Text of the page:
Living kidney donors are at no higher risk for requiring acute dialysis than non-donors, according to a study conducted in Canada and the United States.

Investigators led by Amit X. Garg, MD, of the University of Western Ontario in London, compared 2,027 living kidney donors with 20,270 matched non-donors. After a median follow-up period of 6.6 years, only one donor received acute dialysis, which translated into 6.5 events per 100,000 person-years, according to an online report in Nephrology Dialysis Transplantation. This rate was no different statistically from the non-donor group, in which 14 subjects required acute dialysis, for a rate of 9.4 events per 100,000 person-years.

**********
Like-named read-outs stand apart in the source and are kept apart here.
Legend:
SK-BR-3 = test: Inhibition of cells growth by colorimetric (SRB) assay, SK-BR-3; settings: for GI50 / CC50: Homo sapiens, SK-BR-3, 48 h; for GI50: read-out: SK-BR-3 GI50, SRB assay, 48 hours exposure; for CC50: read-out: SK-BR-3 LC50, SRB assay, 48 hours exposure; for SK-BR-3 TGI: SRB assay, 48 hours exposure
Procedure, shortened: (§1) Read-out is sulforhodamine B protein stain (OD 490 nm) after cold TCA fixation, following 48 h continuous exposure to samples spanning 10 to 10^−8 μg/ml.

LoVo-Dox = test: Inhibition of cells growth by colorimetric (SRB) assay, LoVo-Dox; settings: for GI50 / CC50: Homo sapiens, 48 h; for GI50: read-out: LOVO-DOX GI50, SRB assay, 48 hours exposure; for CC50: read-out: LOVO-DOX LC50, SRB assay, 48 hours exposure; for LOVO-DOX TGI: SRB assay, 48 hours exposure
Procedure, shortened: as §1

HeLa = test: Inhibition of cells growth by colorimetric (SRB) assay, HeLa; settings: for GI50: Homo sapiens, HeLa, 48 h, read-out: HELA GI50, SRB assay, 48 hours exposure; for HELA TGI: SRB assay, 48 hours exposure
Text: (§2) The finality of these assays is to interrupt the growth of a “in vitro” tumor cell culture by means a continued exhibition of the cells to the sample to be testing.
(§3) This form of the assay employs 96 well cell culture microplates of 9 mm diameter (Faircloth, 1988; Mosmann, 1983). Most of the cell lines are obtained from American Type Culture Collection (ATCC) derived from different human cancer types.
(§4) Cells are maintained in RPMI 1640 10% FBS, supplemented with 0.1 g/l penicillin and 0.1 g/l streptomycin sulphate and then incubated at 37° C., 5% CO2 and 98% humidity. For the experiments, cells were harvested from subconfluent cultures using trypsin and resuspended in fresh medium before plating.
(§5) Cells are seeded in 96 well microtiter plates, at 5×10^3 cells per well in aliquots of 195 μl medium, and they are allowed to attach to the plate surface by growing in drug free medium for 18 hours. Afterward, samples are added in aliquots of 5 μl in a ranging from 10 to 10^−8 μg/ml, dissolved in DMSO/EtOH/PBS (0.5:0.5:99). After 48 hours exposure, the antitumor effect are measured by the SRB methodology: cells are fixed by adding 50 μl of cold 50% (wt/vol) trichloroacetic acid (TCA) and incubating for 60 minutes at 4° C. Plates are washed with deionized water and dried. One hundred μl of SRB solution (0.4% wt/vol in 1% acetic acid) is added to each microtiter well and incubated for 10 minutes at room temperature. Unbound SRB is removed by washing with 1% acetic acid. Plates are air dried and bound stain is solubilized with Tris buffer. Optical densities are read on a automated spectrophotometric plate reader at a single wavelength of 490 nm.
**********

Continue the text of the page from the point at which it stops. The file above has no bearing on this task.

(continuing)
“The overall incidence of acute dialysis is very small and will not occur in over 99.99% of donors in the decade following donation,” the investigators wrote “During this time, living kidney donors are unlikely to suffer from the inciting events that may pre-dispose to acute kidney injury.”

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The authors added that when such events occur, “it is possible that the remaining kidney adequately compensates to prevent acute kidney injury.”